I rise to motivate Budget Vote 19 of the Department of Social Development.
Honourable Chairperson, in my speech last year I made a commitment on behalf of the ministry that the department would be taken to communities. In the spirit of that commitment I dedicate this speech to every child, every young person, every woman and every man from the village of Ga-Ramaswikana in Limpopo to peri-urban Devon in Gauteng. Yes, many more communities remain on our to do list but a start has been made.
Honourable members, Pixley ka Isaka Seme the fifth President of the ANC, and the focus of the ruling party’s May month centenary celebrations, wrote in 1911, ”Cooperation is the key and the watchword which opens the door, the everlasting door which leads to progress and all national success. The greatest success shall come when man shall have learned to cooperate, not only with his own kith and kin but all peoples and with all life”.
Cooperation is a crucial factor for the success of any community development programme or initiative.
cooperation between ourselves as various units of the department
cooperation between us and the other sister departments as well as other levels of government
cooperation between us as government and civil society.
Could this be what was envisaged by Pixley (ka Isaka) Seme and the founders of the ANC?
Honourable members, I have seen how this cooperation can be possible and how it can work. Having had extensive discussions with my Brazilian counterpart, Deputy Minister Paes, on the challenges in combating the vicious cycle of social exclusion, it was evident that, not only was a multi-disciplinary approach absolutely necessary but it had to be anchored by a strong political will.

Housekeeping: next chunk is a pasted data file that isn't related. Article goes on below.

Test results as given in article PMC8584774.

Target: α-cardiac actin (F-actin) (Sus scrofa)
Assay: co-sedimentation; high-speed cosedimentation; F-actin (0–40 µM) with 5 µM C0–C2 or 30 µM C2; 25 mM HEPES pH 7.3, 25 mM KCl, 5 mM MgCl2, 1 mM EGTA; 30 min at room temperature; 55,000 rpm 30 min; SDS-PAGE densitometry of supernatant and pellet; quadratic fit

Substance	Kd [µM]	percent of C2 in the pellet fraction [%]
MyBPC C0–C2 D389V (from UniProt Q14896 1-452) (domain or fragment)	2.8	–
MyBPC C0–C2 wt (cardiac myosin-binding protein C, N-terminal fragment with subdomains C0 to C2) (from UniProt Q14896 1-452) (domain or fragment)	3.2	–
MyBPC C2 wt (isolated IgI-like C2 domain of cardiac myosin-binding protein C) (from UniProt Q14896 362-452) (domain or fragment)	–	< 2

Chairperson, the political will is there and it is there in abundance. Under the able stewardship of Minister Bathabile Dlamini this department is committed to the developmental agenda adopted at successive conferences of the ruling party in it’s hundred years of existence. As the ruling party we are determined that "the decision where money is allocated is not a structural choice but represents and reflects a political choice". We are determined that this must apply to all provinces.
Community development work takes patience, it takes diligence and it asks of us to be fully committed to a process. It therefore requires a civil servant of a special type. Due to the areas that are targeted we often do not consider the sacrifices made and difficulties faced by officials who conduct the community analysis, the mobilisation for dialogues and the preparation for these visits.